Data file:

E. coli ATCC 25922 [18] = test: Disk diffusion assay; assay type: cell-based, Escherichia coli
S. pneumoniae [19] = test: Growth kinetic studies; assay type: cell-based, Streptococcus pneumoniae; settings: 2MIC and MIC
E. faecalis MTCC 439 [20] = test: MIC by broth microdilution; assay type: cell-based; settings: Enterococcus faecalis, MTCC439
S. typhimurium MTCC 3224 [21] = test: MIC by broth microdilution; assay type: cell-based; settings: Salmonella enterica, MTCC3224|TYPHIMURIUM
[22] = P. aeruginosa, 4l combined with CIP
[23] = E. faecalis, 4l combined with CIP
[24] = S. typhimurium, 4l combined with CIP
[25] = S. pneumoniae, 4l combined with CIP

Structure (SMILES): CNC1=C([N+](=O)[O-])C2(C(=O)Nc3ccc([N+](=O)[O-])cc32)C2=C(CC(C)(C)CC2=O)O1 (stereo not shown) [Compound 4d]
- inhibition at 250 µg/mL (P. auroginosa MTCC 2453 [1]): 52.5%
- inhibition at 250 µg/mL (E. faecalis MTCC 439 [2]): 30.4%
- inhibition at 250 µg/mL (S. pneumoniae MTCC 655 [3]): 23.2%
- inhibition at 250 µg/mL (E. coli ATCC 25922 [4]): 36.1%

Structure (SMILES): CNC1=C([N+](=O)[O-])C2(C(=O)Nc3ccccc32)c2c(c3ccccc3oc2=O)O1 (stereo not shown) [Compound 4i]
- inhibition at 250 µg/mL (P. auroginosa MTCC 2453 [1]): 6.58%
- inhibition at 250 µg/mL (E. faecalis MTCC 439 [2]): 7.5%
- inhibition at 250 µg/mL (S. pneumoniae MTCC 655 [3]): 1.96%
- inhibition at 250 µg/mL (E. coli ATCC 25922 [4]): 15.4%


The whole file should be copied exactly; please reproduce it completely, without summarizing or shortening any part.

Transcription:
E. coli ATCC 25922 [18] = test: Disk diffusion assay; assay type: cell-based, Escherichia coli
S. pneumoniae [19] = test: Growth kinetic studies; assay type: cell-based, Streptococcus pneumoniae; settings: 2MIC and MIC
E. faecalis MTCC 439 [20] = test: MIC by broth microdilution; assay type: cell-based; settings: Enterococcus faecalis, MTCC439
S. typhimurium MTCC 3224 [21] = test: MIC by broth microdilution; assay type: cell-based; settings: Salmonella enterica, MTCC3224|TYPHIMURIUM
[22] = P. aeruginosa, 4l combined with CIP
[23] = E. faecalis, 4l combined with CIP
[24] = S. typhimurium, 4l combined with CIP
[25] = S. pneumoniae, 4l combined with CIP

Structure (SMILES): CNC1=C([N+](=O)[O-])C2(C(=O)Nc3ccc([N+](=O)[O-])cc32)C2=C(CC(C)(C)CC2=O)O1 (stereo not shown) [Compound 4d]
- inhibition at 250 µg/mL (P. auroginosa MTCC 2453 [1]): 52.5%
- inhibition at 250 µg/mL (E. faecalis MTCC 439 [2]): 30.4%
- inhibition at 250 µg/mL (S. pneumoniae MTCC 655 [3]): 23.2%
- inhibition at 250 µg/mL (E. coli ATCC 25922 [4]): 36.1%

Structure (SMILES): CNC1=C([N+](=O)[O-])C2(C(=O)Nc3ccccc32)c2c(c3ccccc3oc2=O)O1 (stereo not shown) [Compound 4i]
- inhibition at 250 µg/mL (P. auroginosa MTCC 2453 [1]): 6.58%
- inhibition at 250 µg/mL (E. faecalis MTCC 439 [2]): 7.5%
- inhibition at 250 µg/mL (S. pneumoniae MTCC 655 [3]): 1.96%
- inhibition at 250 µg/mL (E. coli ATCC 25922 [4]): 15.4%